Well I have some evidence that there is truth to this 'so-called' myth. One of the ploughmen (aged 93yrs) I was speaking to about my Clydesdale told me that a lad he was training up wore the steel toe capped boots. They were training a couple of Shires to pull a cart. The lad got his foot in the way of one of the Shires who was also shod, and the weight of horse, hoof and horseshoe caused the steel toe cap to collapse around the lad's middle toe. He ended up with a fracture of his foot and big toe and the middle toe which was caught under the steel cap, had to be amputated. At first I thought this was a 'country myth' but I was corrected when the old ploughman told me the lad in question was his son. He said he never wore steel toe caps again around heavy horses and neither did any of the other 'fellas'. Just to clarify that Heavy Horses in the UK mean your big, giant horses such as Shires, Clydes, Percherons many of which weigh in around a ton and not heavy cobs (draft type).
The accident occurred while the ploughman's son was a young man, which given his age, would imply that the accident occurred several decades ago. A steel toed boot manufactured decades ago is not comparable to one manufactured today, and so the perceived failure of of the former does not negate the benefit of the later. Modern safety certifications and such ensure that fact.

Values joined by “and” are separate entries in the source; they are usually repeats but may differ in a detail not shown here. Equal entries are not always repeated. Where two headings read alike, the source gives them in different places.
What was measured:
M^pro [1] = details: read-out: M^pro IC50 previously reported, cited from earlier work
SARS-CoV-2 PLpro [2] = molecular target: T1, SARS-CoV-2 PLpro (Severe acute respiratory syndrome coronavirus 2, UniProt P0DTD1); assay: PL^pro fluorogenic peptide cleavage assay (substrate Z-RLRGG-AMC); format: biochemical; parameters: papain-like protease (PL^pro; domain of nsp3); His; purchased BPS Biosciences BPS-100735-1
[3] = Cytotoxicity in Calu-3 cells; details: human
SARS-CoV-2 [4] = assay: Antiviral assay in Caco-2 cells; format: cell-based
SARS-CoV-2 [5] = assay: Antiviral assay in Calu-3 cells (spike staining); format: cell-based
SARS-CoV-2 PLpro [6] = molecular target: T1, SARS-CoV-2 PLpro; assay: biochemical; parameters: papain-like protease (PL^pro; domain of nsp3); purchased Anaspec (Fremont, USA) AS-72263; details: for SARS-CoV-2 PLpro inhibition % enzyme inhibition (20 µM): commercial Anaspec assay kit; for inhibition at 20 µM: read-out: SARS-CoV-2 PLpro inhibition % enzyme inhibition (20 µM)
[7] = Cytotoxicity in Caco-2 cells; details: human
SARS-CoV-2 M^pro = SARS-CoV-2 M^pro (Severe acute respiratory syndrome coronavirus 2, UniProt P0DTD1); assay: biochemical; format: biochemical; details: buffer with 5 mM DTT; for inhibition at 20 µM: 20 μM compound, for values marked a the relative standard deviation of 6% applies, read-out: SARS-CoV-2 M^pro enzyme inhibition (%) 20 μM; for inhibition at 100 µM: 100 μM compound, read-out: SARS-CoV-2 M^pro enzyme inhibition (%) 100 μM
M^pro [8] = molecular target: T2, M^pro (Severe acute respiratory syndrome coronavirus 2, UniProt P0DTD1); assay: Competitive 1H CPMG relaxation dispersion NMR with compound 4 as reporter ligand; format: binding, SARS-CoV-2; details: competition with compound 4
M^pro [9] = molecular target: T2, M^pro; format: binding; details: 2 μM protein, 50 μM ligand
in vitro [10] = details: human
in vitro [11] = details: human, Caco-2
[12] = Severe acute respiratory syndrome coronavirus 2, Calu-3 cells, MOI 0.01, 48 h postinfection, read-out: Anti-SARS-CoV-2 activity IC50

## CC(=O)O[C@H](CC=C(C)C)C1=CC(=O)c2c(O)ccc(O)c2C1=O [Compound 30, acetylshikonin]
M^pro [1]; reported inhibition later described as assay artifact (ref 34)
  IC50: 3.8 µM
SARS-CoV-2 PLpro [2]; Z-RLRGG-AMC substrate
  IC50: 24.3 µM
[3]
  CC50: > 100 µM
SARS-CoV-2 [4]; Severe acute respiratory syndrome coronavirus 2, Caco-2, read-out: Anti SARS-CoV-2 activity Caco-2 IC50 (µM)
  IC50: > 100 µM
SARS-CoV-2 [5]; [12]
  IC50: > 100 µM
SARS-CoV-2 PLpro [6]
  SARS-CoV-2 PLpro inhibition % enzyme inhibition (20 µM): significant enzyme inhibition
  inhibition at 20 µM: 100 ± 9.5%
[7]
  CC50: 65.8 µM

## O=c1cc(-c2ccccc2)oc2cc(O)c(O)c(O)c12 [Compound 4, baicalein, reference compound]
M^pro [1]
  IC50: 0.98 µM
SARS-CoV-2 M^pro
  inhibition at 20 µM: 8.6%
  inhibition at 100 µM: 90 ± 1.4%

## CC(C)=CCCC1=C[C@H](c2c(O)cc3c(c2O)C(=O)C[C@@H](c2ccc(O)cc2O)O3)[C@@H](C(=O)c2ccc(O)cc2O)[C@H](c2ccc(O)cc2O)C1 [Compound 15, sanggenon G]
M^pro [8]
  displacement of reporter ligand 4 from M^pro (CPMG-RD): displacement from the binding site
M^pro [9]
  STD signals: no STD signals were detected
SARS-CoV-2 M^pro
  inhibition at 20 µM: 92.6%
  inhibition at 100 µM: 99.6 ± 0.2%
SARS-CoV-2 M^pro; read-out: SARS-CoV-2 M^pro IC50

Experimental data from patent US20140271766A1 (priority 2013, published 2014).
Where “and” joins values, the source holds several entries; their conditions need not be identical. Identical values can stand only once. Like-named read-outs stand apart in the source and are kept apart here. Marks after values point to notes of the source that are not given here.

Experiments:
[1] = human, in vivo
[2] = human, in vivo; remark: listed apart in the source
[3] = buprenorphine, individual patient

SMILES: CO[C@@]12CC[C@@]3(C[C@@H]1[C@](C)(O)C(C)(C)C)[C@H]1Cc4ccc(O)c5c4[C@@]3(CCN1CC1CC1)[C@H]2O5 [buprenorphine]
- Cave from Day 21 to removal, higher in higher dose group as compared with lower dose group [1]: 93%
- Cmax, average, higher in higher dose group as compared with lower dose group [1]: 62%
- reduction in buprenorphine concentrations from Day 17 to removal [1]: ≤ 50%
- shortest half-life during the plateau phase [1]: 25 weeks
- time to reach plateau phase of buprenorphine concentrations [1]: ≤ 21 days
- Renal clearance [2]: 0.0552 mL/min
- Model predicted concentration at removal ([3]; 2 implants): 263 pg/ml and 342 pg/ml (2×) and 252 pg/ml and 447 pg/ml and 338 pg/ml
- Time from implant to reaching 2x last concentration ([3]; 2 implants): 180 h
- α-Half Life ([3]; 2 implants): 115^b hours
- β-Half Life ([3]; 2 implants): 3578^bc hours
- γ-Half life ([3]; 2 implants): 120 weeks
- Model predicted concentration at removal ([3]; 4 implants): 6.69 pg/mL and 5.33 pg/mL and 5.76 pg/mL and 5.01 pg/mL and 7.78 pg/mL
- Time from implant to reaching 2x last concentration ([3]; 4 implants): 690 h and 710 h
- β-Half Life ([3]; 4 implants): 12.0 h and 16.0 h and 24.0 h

A weight sufficient to crush a steel cap is easily enough to shatter bones severely enough that amputation is necessary, because a bone broken into dozens of pieces will never effectively heal. The weight absorbed by the metal surely lessened the force that impacted the foot, and in turn the damage that done by it.
I've heard many stories by older fellows, from, 'seat belts do more harm than good,' to, 'cigarettes don't harm your health,' and although I nod in agreement, I know they're just charming, yet stubborn, old men set in their ways.
It's your choice to wear steel toes or not, but every workplace safety organization worldwide requires steel toes for working around heavy weight objects, including weights equivalent to hundreds of drafts. Those organizations have made the decision to require steel toes based on thorough study of how to protect to the foot. To insist steel toes present a hazard in spite of that fact, well...